What is your biggest learning experience from failure?

Anisur Rahman
2 replies
Failing when the product doesn't find a market is easier to accept than the opposite, in the past, I had to experiment with a startup shut down due to the core team implosion, the hardest part was that we reached 500K, active users, with a 10% per week growth rate... I've learned 2 lessons: 1/ Co-found with like-minded people and aligned visions and interests. 2/ Failure doesn't kill you, it's just one step along your path


Dagobert Renouf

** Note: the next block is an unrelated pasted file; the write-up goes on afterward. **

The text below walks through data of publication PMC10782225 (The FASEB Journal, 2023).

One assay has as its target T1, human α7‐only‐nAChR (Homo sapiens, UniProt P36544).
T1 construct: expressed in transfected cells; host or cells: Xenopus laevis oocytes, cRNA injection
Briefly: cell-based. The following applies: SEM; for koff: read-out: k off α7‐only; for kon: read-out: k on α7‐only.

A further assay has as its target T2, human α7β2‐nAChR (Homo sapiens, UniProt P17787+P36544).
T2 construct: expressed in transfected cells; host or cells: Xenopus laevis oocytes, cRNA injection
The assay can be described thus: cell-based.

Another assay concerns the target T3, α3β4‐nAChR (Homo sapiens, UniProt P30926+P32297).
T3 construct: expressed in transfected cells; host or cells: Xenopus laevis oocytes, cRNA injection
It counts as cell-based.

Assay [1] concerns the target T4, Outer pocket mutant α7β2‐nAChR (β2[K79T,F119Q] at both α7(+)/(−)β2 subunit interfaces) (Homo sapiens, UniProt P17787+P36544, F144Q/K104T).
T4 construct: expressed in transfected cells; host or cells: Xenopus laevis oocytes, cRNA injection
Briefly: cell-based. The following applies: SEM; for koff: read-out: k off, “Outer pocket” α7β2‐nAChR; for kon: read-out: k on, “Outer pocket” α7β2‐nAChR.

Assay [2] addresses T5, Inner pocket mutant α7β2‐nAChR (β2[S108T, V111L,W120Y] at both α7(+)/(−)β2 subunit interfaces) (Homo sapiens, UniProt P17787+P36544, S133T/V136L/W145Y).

I had initially cofunded my startup with my wife, with whom the work relationship is very easy (complementary skills, same work ethic, get along superbly well). Then after a while we brought in a third person to help with marketing. He had a very good energy, but didn't really share the same mindset or ambition as we did. Yet he tried and was very positive, so we thought we could make it work, and chose to only look at the bright side. But after more than a year, when our product still wasn't finding success, he started to get really anxious. Everything became a debate with him, and he was overwhelmed with doubt and fear. All of the little incompatibilities from earlier got back to the surface, and it quickly deteriorated, to the point where it put the company in danger. Eventually we had to "fire" him, and the process was very costly emotionally and financially. Not even accounting for all the wasted time. It almost killed the startup. What I learned from this is that picking a cofounder is incredibly hard. The reason is that you can't really know how a person will react under stress before it happens (and stress WILL happen in your startup). I'm lucky that I could choose my wife to work on it, because we already had a working relationship. But I would advice anyone against getting a cofounder except if they absolutely need to or if they have a prior history of good collaboration with that person. Hope it can help someone out there :)